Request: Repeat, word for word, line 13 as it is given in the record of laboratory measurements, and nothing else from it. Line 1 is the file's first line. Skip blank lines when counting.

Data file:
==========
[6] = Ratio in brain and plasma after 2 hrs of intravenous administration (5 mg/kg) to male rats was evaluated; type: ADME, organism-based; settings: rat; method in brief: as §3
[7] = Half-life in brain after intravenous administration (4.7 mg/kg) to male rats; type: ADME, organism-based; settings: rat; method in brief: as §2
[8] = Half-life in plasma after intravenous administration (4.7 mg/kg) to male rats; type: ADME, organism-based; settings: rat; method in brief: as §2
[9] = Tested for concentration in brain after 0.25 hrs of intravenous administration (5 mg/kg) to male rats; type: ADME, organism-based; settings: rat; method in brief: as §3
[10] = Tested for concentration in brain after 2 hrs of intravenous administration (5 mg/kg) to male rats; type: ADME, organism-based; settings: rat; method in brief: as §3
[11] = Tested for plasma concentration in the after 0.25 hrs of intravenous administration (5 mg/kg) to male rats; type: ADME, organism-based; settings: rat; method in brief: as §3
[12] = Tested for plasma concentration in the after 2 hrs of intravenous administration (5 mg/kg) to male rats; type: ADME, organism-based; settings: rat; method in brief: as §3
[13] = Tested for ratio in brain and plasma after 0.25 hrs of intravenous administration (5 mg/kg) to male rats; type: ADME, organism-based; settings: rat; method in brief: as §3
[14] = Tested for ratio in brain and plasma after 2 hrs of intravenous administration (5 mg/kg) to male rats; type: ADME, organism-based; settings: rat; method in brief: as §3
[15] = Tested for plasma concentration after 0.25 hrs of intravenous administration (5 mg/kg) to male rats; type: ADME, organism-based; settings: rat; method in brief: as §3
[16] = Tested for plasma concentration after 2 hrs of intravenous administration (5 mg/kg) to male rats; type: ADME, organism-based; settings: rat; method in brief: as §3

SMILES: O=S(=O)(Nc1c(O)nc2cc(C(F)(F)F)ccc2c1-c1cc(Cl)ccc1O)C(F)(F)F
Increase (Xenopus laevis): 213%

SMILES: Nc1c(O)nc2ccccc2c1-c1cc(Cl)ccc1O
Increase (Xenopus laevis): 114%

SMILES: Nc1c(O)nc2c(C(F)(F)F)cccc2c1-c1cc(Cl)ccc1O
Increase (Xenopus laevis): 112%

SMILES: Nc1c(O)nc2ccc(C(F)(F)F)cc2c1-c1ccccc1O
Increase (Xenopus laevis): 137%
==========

Increase (Xenopus laevis): 213%